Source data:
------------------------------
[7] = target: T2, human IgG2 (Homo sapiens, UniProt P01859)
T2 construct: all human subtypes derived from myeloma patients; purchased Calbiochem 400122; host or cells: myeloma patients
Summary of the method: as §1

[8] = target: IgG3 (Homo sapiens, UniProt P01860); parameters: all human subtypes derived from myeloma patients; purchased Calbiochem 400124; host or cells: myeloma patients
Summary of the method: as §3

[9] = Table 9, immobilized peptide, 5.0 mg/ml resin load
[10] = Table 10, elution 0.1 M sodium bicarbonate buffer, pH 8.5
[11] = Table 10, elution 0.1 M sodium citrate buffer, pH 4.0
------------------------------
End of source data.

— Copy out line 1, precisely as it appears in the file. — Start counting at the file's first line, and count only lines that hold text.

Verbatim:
[7] = target: T2, human IgG2 (Homo sapiens, UniProt P01859)